The phys.org article Scientists make huge dataset of nearby stars available to public describes the release of a publicly accessible database of Echelle radial velocity measurements; The LCES HIRES/KECK Precision Radial Velocity Exoplanet Survey. See also Keck's HIRES home page.

For two decades, these scientists have pointed HIRES at more than 1,600 "neighborhood" stars, all within a relatively close 100 parsecs, or 325 light years, from Earth. The instrument has recorded almost 61,000 observations, each lasting anywhere from 30 seconds to 20 minutes, depending on how precise the measurements needed to be. With all these data compiled, any given star in the dataset can have several days', years', ore even more than a decade's worth of observations.

This part caught my interest especially:

"We recently discovered a six-planet system orbiting a star, which is a big number," Burt says. "We don't often detect systems with more than three to four planets, but we could successfully map out all six in this system because we had over 18 years of data on the host star." (emphasis added)

For very simple cases of one, or maybe two planets with minimal interplanetary gravitational interaction, a Fourier transform of a nice, long, continuous radial velocity measurement would show two main peaks, and possibly other artifacts. If the stellar motion induced by each planet were similar magnitude, the analysis might be fairly simple.

But for the six planet case mentioned in the quote (I don't know which one it is), and patchy time coverage (it's a survey) how was this analysis done? Peaks alone? Or just throw it to a supercomputer simulation of every possible combination and let simulated annealing run for a month?

Or was there some 'detective work' involved as well - assumptions, limitations of the fitting space, or even inclusion of other data from outside the study?

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    $\begingroup$ Mercury, Venus, Earth, Mars, Jupiter, Saturn. Saturn (#6) has an orbital period of 29 years. With 18 years data, they'd never pick it up. Must be an oddly distributed solar system compared to our own. Two, three orbits would be nice for a Fourier. $\endgroup$ Commented Feb 14, 2017 at 13:51
  • $\begingroup$ @WayfaringStranger that may be true if the only analysis of the dataset was of the Fourier variety. You can also analyze the velocity variation over time directly. I think with a few dozen velocity measurements over 18 years to a precision of 1 meter/sec, you may be able to show there's at least something big after Jupiter. I'm not sure if you could resolve Saturn and Uranus unambiguously, but if you ask as a question I'll post an answer with the analysis. $\endgroup$
    – uhoh
    Commented Feb 14, 2017 at 15:37
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    $\begingroup$ @->uhoh Quite alright. I can see how adding other methods would improve resolution, and do not want to engage in the old "what types of curve fitting are valid here" discussion. I focused on Fourier alone because that's how the question was framed. $\endgroup$ Commented Feb 14, 2017 at 18:17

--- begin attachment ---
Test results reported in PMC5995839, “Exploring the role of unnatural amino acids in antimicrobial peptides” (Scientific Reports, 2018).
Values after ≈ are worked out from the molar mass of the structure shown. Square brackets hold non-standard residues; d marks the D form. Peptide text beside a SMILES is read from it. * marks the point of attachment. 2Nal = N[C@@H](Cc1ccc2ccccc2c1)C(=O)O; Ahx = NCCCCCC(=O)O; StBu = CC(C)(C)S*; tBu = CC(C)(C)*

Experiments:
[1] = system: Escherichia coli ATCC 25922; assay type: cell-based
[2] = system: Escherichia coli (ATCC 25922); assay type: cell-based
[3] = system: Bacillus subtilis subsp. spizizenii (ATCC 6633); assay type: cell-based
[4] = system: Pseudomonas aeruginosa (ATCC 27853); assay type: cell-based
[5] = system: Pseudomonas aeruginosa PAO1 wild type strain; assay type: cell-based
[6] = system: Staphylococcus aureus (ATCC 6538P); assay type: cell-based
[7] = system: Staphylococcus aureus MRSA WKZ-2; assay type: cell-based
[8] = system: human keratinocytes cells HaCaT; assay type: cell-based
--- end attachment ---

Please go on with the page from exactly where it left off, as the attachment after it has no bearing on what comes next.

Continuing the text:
1 Answer 1


I suspect that the record holder (as of 14/2/2017) is HD 10180 which has at least 7 planets and possible evidence for as many as 9.

Lovis et al. (2011) announced the initial discovery based on 190 radial velocity measurements taken over 6 years. The precision of the measurements was 0.3-0.9 m/s.

Section 4 of that paper describes how they go about finding the planets in the data. It is a hybrid of fourier and fitting methods. As each peak in the periodogram is found it is added to a model which is then iterated towards a best solution.

Successive planets reduce the rms scatter around the predicted radial velocity curve. Ultimately a judgement has to be made whether the improvement in the fitting statistic justifies the addition of another planet (and more free parameters) to the model. The final rms after adding 7 planets was just over 1 m/s, which is worse than the expected precision, but which Lovis et al. attribute to (probable) radial velocity jitter due to stellar activity. The orbital model is then refined to include the effects of planet-planet interactions and tidal forces.

The radial velocity amplitudes attributable to each planet range from 0.8-4.5 m/s. The most marginal detection has the smallest amplitude, but the shortest period (more cycles and hence easier to detect smaller amplitudes).

A later paper by Tuomi (2012) used a more conventional Monte Carlo Markov Chain in a Bayesian framework to fit a model of $n$ non-interacting planets to the radial velocity data. Again, there is lots of discussion (see section 3.3 and 3.4) of exactly how many planets are required to fit the data. Tuomi claims there is strong evidence for an 8th and 9th planet in their analysis.

There are a number of important assumptions made in these types of analysis. The main one is that you have to assume some sort of model for the background noise and it is often assumed to be Gaussian and non-periodic.

  • $\begingroup$ Thanks for find the "world's" record. To double check, the process described in the paper was interactive, although it could have been automated. Choose one strong peak in the Lomb-Scargle periodogram (x axis is log period or $log(2\pi/\omega)$), run an orbit simulation with annealing-type fitting, subtract the best fit, recalculate the periodogram, and repeat? In fig 2, the labeled peaks in the first and third plots are actually double (each time the pair disappears). Is that the aliasing mentioned in the paper? $\endgroup$
    – uhoh
    Commented Feb 14, 2017 at 9:56
  • $\begingroup$ Found this about Lomb-Scargle periodograms. $\endgroup$
    – uhoh
    Commented Feb 14, 2017 at 11:49

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